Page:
day at work.

“Some white nerdy looking guy was here on tour the other

day and offered me a scholarship.”

“Oh yeah?” I asked. “Are you going?”

“I can’t go.” He responded. “My wife and kid are here,

so I can’t move.”


“But the scholarship is for sciences such as biology,

physics, chemistry, and…”

I can’t remember what he said next because the moment he

said ‘physics’, I was determined to go.

“…I knew you were always interested in physics, so I

called you.”

“Thanks man.” I responded, hardly believing what I was

hearing. A year later, I was on a plane to
North Carolina, to spend the next four years of my life pursuing a bachelor’s degree in physics,

and a lot more that I knew at that moment.


Electromagnetic Gravitation
Sun, 24 Sep 2006 04:14:44 +0000

This page chronicles the research that has emerged from at least hundreds of ideas that Jerry

and I have pondered over the years in physics.





A Slave and His Master
Sat, 23 Sep 2006 23:40:10 +0000

“You are nothing but a slave!” Jerry boomed, almost commanding.

I darted him an annoyed, frustrated glance before gazing at the beautiful mountains surrounding

Salt Lake City in an attempt to calm my nerves. We were driving home to his house together after

another day at his company that he co-founded. As I stared at the grey capped peaks, I wondered why

we were having this conversation for the fifth time…

“Don’t worry,” he added calmy, “you’ll get used to


But that’s what bothered me. I wasn’t getting used to it (Jerry’s

reference that as a college student, I was essentially a slave and had to do what I was told).

After three years of my matriculation throught he hallowed halls of my beloved HBCU (Historically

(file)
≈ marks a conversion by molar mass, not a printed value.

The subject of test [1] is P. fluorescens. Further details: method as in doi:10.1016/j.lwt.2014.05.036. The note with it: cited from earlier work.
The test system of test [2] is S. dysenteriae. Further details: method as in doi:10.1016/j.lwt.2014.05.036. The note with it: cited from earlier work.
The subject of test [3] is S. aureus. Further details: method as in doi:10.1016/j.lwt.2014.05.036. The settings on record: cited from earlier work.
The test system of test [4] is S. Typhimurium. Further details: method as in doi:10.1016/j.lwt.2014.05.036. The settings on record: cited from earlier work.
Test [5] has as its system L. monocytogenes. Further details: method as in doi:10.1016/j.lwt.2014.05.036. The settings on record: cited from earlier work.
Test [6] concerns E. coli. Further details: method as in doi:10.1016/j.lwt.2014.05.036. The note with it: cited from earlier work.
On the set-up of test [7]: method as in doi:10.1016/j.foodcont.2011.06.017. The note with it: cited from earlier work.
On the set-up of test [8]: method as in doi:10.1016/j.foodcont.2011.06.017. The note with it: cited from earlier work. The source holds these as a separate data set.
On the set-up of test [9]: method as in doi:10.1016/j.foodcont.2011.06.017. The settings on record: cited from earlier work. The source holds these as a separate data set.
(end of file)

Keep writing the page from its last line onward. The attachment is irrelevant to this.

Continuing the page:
Black College or University) NCCU, I felt that something was missing. The petty jealousies, office

politics, and heartless inconsiderate atmosphere of academia was stiffling me, and it was slowly

draing my reserve. What the hell am I supposed to get used too? Am I supposed to be strong in the

face of constant mediocrity fumed by the arrogant aristocracy of the university? So many of the

faculty persevered only in their Shakespearian drama of being wholly actors, the campus their stage

to strive to attract nothing but meanigless recognition, all the while personally signifying


“I went through the same thing” he began again, when he sensed that my temper had

cooled back down to the reception of his reason. “Once you get that piece of paper, a lot of

doors will open up for you, and you wont have to worry about anything.”

“That’s what bothers me…” I replied. “Why should I have to be

forced to wait to think? If it weren’t for my curiosity, I probably wouldn’t have the

interest to pursue physics at all. I can’t afford to have the one thing that drives me killed

in the face of everything else I have to endure…”

I was referring to some theoretical research regarding some probes NASA had launched out into

space that were showing an unexplained deceleration in their velocities. After two years of

wrangling, Jerry and I presented a hypothesis that seemed reasonable at a few conferences. I

managed to attarct a small sphere of interest outside of the university. However, my concepts were

absorbed by certain professors of my physics department about as efficiently as drops of water

skating on the surface of a hot frying pan.

“You’re not supposed to think when your in college!” he remarked. “No

one does! It’s just one of those things.” This was yet another of his un-retractable

dogmas that seemed to emanate from the years of experience he has had since he earned his


“I don’t know man…” I wavered. “This shit is wearing me


“Well that’s what summers are for. You can recharge and face the next semester


“Hmph…” was all I could get out. All I really felt at that moment was that I

had to find a solution to satisfy this tired restlesness that I often had so much trouble

articulating…and I was not about to simply sit and do nothing.


Sat, 16 Sep 2006 21:36:20 +0000

What does a white Mormon from Utah and a black Catholic from Grand Bahama have in common?

A passion for theoretical physics.

This blog is about all of the adventures we have had and are continuing to have since we met

about four years ago.




Leave a Reply

Fill in your details below or click an icon to log in: Logo

You are commenting using your account. Log Out /  Change )

Google+ photo

You are commenting using your Google+ account. Log Out /  Change )

Twitter picture

You are commenting using your Twitter account. Log Out /  Change )

Facebook photo

You are commenting using your Facebook account. Log Out /  Change )


Connecting to %s